Background: Postoperative visual recovery is a major concern after transsphenoidal surgery. Optical coherence tomography (OCT) can visualize the anatomy of the retina, and retinal nerve fiber layer (RNFL) thinning reflects loss of optic nerve axons. Visual-evoked potential (VEP) is an electrophysiological response that confirms the nerve conductance. Therefore, these factors reflecting the optic nerve condition may be closely associated with the visual outcome after transsphenoidal surgery. Methods: A total of 124 eyes in 62 patients with sellar tumor who underwent transsphenoidal surgery were included. The following variables were retrospectively analyzed: age, sex, tumor diameter, histology, symptom duration, history of rapid deterioration, optic disc atrophy on fundoscopy, peripapillary RNFL thickness on OCT, and latency and reproducibility of the VEP waveform. Results: Four eyes were excluded for no visual disturbance in 3 and glaucoma aggravation in 1. Eighty-three eyes manifested visual improvement, 37 revealed no change, and none showed postoperative deterioration. Univariate analysis demonstrated that thick RNFL of the inferior and temporal quadrants, reproducible VEP waveform, short symptom duration, histologic diagnosis of pituitary adenoma, and small tumor diameter were associated with good visual recovery. Multivariate analysis showed RNFL thickness of the temporal quadrant had significant association with visual recovery (P = 0.03). Conclusions: OCT is a useful diagnostic modality to assess optic nerve condition, and RNFL thickness of the temporal quadrant is correlated with visual outcome after transsphenoidal surgery. Patients with severe visual disturbance may still achieve visual recovery, so surgery should be considered even if optic disc atrophy is evident.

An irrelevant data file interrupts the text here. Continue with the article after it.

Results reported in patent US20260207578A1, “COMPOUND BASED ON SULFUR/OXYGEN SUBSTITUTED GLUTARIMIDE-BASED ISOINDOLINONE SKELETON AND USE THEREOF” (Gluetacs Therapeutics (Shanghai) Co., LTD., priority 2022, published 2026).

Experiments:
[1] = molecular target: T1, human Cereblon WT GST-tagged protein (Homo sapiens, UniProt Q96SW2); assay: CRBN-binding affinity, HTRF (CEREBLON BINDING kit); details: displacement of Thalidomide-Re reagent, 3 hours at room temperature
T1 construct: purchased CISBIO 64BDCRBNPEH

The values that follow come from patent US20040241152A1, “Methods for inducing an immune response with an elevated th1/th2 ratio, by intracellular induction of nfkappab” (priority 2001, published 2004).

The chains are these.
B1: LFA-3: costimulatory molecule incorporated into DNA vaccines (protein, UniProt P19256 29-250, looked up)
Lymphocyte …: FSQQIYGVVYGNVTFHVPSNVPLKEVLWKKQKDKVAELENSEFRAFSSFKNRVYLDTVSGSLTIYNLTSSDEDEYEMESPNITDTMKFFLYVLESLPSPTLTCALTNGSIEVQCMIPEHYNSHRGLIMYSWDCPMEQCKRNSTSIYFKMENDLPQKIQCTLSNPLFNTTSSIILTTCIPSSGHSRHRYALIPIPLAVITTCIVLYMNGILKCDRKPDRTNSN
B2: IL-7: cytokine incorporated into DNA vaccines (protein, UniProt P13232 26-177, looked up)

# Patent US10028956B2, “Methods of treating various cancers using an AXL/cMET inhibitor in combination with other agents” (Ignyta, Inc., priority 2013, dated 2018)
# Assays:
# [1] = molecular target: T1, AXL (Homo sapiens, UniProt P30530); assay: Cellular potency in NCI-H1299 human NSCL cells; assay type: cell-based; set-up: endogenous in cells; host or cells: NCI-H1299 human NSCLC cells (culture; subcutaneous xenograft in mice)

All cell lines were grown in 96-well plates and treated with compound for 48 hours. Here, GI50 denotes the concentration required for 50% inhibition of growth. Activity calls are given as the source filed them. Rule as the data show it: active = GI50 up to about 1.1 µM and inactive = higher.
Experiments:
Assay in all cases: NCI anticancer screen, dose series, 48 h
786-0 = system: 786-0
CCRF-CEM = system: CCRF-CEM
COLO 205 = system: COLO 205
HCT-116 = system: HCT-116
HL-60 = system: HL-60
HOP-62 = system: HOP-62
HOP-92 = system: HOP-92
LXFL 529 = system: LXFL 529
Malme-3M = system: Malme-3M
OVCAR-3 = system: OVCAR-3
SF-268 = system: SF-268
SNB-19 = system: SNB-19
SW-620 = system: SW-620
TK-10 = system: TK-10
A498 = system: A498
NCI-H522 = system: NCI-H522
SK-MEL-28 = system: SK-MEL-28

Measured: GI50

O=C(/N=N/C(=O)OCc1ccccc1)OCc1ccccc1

- Optic disc atrophy
- Optical coherence tomography
- Retinal nerve fiber layer thickness
- Transsphenoidal surgery
- Visual outcome